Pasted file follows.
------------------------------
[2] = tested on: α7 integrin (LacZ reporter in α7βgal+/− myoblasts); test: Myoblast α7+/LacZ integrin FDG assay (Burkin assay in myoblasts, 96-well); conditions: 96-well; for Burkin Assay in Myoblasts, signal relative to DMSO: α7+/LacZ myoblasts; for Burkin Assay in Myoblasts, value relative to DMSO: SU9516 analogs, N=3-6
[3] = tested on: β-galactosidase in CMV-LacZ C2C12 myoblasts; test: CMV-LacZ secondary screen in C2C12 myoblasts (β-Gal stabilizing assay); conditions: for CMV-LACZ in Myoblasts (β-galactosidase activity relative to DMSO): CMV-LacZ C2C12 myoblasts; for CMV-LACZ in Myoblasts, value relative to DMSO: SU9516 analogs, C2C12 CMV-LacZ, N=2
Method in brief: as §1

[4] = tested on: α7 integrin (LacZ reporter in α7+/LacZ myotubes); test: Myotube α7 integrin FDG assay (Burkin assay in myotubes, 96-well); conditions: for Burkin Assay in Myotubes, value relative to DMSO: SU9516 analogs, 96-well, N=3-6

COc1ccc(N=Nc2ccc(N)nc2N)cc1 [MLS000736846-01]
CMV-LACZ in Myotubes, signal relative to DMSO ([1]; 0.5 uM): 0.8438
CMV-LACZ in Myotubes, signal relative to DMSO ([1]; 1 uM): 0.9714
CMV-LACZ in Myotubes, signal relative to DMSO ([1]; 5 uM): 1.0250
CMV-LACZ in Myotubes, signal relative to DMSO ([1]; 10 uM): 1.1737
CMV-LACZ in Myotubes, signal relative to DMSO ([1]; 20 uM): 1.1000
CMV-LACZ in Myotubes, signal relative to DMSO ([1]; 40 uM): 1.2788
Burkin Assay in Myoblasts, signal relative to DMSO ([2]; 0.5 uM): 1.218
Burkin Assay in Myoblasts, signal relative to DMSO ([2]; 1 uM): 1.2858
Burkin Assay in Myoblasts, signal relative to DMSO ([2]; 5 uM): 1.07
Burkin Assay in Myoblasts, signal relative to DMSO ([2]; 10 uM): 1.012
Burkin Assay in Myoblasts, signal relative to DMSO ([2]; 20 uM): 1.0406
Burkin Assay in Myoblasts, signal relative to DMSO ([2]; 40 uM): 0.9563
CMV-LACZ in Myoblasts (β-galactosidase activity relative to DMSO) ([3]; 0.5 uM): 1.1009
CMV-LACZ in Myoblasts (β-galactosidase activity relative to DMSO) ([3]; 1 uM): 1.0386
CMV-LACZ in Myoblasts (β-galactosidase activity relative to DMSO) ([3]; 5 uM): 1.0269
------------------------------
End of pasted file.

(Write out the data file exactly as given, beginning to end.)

[2] = tested on: α7 integrin (LacZ reporter in α7βgal+/− myoblasts); test: Myoblast α7+/LacZ integrin FDG assay (Burkin assay in myoblasts, 96-well); conditions: 96-well; for Burkin Assay in Myoblasts, signal relative to DMSO: α7+/LacZ myoblasts; for Burkin Assay in Myoblasts, value relative to DMSO: SU9516 analogs, N=3-6
[3] = tested on: β-galactosidase in CMV-LacZ C2C12 myoblasts; test: CMV-LacZ secondary screen in C2C12 myoblasts (β-Gal stabilizing assay); conditions: for CMV-LACZ in Myoblasts (β-galactosidase activity relative to DMSO): CMV-LacZ C2C12 myoblasts; for CMV-LACZ in Myoblasts, value relative to DMSO: SU9516 analogs, C2C12 CMV-LacZ, N=2
Method in brief: as §1

[4] = tested on: α7 integrin (LacZ reporter in α7+/LacZ myotubes); test: Myotube α7 integrin FDG assay (Burkin assay in myotubes, 96-well); conditions: for Burkin Assay in Myotubes, value relative to DMSO: SU9516 analogs, 96-well, N=3-6

COc1ccc(N=Nc2ccc(N)nc2N)cc1 [MLS000736846-01]
CMV-LACZ in Myotubes, signal relative to DMSO ([1]; 0.5 uM): 0.8438
CMV-LACZ in Myotubes, signal relative to DMSO ([1]; 1 uM): 0.9714
CMV-LACZ in Myotubes, signal relative to DMSO ([1]; 5 uM): 1.0250
CMV-LACZ in Myotubes, signal relative to DMSO ([1]; 10 uM): 1.1737
CMV-LACZ in Myotubes, signal relative to DMSO ([1]; 20 uM): 1.1000
CMV-LACZ in Myotubes, signal relative to DMSO ([1]; 40 uM): 1.2788
Burkin Assay in Myoblasts, signal relative to DMSO ([2]; 0.5 uM): 1.218
Burkin Assay in Myoblasts, signal relative to DMSO ([2]; 1 uM): 1.2858
Burkin Assay in Myoblasts, signal relative to DMSO ([2]; 5 uM): 1.07
Burkin Assay in Myoblasts, signal relative to DMSO ([2]; 10 uM): 1.012
Burkin Assay in Myoblasts, signal relative to DMSO ([2]; 20 uM): 1.0406
Burkin Assay in Myoblasts, signal relative to DMSO ([2]; 40 uM): 0.9563
CMV-LACZ in Myoblasts (β-galactosidase activity relative to DMSO) ([3]; 0.5 uM): 1.1009
CMV-LACZ in Myoblasts (β-galactosidase activity relative to DMSO) ([3]; 1 uM): 1.0386
CMV-LACZ in Myoblasts (β-galactosidase activity relative to DMSO) ([3]; 5 uM): 1.0269